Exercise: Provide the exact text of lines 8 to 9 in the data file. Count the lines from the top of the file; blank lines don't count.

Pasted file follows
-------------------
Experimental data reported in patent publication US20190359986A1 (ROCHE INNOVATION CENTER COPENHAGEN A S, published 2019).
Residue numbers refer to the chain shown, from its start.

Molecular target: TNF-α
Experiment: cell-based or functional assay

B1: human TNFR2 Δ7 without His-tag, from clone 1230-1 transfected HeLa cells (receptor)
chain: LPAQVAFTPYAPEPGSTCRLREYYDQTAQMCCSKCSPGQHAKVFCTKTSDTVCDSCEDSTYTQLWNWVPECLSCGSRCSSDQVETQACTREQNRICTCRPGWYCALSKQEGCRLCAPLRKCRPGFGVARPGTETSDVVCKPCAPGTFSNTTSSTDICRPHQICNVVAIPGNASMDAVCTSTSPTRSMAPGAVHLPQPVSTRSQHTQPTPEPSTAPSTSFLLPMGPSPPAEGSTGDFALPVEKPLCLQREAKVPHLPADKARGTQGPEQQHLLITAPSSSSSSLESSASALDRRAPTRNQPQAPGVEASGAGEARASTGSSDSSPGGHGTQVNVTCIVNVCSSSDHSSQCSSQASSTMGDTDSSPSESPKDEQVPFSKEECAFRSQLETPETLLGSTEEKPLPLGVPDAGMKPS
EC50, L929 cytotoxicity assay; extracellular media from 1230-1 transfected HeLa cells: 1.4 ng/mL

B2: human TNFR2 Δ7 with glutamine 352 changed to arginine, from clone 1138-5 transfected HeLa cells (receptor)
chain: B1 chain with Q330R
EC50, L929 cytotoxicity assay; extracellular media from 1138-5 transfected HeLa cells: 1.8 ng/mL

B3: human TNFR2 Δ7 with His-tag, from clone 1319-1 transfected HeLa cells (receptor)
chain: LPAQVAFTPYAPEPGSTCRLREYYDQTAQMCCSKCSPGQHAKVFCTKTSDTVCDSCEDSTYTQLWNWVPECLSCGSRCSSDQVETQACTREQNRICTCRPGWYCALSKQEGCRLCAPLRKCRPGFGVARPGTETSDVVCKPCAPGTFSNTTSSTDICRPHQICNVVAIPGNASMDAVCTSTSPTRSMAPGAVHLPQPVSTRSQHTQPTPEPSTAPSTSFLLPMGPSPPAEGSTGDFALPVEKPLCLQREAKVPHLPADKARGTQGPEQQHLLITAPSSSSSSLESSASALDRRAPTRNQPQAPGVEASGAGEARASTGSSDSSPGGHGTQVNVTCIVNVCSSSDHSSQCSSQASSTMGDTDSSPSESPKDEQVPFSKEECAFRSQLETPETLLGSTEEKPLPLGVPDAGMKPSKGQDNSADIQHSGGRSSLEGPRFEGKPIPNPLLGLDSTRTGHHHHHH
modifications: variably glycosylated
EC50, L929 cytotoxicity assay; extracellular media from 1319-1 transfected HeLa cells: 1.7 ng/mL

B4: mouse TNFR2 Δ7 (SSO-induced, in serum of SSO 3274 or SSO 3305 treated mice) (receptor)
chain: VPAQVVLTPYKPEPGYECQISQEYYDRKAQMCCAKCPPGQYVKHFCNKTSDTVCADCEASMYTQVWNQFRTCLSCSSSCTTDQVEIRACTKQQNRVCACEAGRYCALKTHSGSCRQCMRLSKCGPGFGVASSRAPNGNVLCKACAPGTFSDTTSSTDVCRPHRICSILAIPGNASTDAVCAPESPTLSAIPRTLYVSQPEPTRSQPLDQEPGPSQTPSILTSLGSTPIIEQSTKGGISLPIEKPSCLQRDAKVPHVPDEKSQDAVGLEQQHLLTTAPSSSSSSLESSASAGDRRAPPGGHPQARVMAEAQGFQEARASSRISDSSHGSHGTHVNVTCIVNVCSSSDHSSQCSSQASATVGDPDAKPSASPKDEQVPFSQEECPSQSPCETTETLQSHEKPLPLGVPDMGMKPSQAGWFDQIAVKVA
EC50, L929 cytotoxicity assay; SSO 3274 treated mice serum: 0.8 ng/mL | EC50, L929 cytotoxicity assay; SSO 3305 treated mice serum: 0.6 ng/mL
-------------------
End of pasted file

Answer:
B2: human TNFR2 Δ7 with glutamine 352 changed to arginine, from clone 1138-5 transfected HeLa cells (receptor)
chain: B1 chain with Q330R